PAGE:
The Episcopal litany, the idea of the mass, the whole basic story. The rituals always had meaning for me. But I see them symbolically, which is not the way truly religious people see them. I mean, the mass is very beautiful to me, but I do not literally believe in transubstantiation.
Faith is what comforts many people when they're coping with grief. From what did you or do you draw your strength?
I can't even think that I've had much strength. Strength is one of those things you're supposed to have. You don't feel that you have it at the time you're going through it. You feel as if you have none. Now obviously I had some because I got through it. The fact of the matter is that most people do get through it. It is, I guess, life's great learning experience, or one of them.
Faith can also help people make sense of death, of tragedy, of things that go wrong in their lives—puts it into some larger context and meaning, which can be very reassuring.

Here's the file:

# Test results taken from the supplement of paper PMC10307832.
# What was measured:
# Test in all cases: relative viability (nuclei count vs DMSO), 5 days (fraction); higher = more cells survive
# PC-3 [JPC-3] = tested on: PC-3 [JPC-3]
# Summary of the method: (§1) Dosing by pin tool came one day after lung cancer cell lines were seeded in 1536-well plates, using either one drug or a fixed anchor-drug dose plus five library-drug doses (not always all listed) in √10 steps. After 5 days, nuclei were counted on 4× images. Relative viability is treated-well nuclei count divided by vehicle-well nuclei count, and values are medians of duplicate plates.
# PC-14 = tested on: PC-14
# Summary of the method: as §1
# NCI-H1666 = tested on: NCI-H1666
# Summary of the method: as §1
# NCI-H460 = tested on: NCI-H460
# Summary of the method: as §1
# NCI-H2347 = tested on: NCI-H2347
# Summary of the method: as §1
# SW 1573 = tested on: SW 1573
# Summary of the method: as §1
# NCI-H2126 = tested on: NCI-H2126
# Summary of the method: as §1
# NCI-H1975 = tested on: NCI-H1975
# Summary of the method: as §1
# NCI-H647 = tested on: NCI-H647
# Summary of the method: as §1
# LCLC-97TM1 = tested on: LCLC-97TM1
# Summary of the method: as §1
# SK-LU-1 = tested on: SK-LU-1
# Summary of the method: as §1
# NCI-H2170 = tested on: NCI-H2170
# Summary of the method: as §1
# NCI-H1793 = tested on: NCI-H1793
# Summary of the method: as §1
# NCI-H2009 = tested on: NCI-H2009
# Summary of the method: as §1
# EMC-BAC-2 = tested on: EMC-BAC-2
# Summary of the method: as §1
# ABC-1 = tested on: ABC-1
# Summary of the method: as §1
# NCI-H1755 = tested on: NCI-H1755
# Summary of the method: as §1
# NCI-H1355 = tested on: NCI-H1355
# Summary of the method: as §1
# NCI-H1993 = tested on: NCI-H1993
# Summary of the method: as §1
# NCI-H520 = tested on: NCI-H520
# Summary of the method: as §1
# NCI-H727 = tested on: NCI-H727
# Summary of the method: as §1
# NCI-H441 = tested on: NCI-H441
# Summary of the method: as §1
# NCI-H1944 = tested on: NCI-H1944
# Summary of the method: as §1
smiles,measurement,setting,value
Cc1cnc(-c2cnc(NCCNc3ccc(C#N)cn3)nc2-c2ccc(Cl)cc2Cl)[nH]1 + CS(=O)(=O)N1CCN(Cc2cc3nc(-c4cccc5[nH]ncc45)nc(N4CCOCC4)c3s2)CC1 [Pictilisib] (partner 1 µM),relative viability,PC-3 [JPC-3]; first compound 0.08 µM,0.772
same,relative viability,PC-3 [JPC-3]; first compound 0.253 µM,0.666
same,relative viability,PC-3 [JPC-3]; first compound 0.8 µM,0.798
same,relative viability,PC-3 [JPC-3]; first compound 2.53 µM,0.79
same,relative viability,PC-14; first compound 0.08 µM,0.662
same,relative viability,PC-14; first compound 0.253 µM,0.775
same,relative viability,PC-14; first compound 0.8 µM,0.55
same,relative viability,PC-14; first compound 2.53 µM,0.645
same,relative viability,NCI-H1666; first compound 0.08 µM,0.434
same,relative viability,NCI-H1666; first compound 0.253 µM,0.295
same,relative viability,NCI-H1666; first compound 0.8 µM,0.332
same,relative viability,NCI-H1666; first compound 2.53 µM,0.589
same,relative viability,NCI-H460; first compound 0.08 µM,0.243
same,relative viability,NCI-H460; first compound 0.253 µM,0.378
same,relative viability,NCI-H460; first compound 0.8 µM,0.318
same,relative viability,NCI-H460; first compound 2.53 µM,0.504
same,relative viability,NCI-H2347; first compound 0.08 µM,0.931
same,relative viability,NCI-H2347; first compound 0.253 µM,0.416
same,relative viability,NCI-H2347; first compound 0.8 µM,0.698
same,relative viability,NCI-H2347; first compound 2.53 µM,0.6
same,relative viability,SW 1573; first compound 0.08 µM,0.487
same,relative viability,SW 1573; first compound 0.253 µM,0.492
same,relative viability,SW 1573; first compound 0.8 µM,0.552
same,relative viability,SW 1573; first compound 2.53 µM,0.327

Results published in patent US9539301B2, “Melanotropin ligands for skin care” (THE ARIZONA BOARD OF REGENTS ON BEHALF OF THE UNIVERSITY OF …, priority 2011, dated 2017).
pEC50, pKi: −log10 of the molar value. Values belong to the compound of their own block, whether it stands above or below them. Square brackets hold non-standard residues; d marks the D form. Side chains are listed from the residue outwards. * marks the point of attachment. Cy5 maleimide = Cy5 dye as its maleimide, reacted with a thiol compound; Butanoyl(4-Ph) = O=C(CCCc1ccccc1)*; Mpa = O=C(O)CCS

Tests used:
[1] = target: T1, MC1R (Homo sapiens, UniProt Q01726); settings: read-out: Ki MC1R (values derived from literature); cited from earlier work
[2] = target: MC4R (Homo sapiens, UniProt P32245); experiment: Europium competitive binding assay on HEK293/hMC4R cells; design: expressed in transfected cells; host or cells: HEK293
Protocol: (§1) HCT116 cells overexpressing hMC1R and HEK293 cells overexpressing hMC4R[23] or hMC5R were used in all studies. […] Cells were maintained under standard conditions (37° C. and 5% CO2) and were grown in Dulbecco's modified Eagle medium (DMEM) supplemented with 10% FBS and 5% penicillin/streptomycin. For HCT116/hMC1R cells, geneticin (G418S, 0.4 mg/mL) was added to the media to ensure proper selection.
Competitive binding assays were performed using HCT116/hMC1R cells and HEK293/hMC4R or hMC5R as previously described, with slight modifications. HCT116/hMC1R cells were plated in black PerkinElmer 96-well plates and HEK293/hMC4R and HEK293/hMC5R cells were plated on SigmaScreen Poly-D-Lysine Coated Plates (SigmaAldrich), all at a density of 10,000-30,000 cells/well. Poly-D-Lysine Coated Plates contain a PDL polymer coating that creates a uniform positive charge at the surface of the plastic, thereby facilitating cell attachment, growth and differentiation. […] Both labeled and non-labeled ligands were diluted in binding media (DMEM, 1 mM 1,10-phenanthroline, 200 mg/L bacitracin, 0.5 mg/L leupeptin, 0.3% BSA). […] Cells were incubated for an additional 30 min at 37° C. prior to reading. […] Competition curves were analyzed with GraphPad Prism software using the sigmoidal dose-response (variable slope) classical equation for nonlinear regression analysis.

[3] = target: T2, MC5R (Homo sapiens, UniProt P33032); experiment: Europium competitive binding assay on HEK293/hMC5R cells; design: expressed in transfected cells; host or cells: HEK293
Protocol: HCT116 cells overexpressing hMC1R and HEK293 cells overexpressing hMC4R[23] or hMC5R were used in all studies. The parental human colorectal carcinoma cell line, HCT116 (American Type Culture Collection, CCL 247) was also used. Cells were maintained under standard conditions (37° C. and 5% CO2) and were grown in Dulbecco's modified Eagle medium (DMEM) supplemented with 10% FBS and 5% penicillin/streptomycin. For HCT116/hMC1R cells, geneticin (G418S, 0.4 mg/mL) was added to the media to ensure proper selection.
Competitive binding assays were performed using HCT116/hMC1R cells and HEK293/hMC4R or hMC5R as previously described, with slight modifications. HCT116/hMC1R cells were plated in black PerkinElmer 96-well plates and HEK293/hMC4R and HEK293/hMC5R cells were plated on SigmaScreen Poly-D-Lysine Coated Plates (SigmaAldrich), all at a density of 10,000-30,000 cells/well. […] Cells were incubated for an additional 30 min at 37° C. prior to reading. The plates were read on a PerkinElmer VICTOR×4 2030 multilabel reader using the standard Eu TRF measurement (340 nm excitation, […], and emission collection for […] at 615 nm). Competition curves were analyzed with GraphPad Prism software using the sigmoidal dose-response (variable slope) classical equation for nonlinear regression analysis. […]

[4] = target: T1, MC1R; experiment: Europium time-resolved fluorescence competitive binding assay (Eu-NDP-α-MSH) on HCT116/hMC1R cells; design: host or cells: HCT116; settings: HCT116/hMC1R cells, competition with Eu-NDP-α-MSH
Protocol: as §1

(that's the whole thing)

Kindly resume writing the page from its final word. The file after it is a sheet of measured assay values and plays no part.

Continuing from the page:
That is a way of looking at it to be envied. But it's not one that I normally share.
You write that you don't believe in the resurrection of the body. Do you believe in any continuation of the spirit?
It's one of the clichés people say to you after a death: "He lives in our memory, she lives in our memory." I mean I don't disbelieve; I just don't believe. It is an agnostic position.
Do you feel as if in some sense you still have a relationship with your husband and your daughter?
Yes, I do. I had a very strong relationship with John at the time that I was writing this book. I didn't want to finish the book because I was afraid the relationship would end at that point—but it didn't. I don't mean I thought he was in the room, but I just felt close to him.
And I had a strong sense of my daughter at the funeral this week.
Do you feel like there's something about grief that's timeless? Obviously you go on with your life, but there's a part of you that stays raw.
I think part of you doesn't want to let go of it because then you're letting go of the person.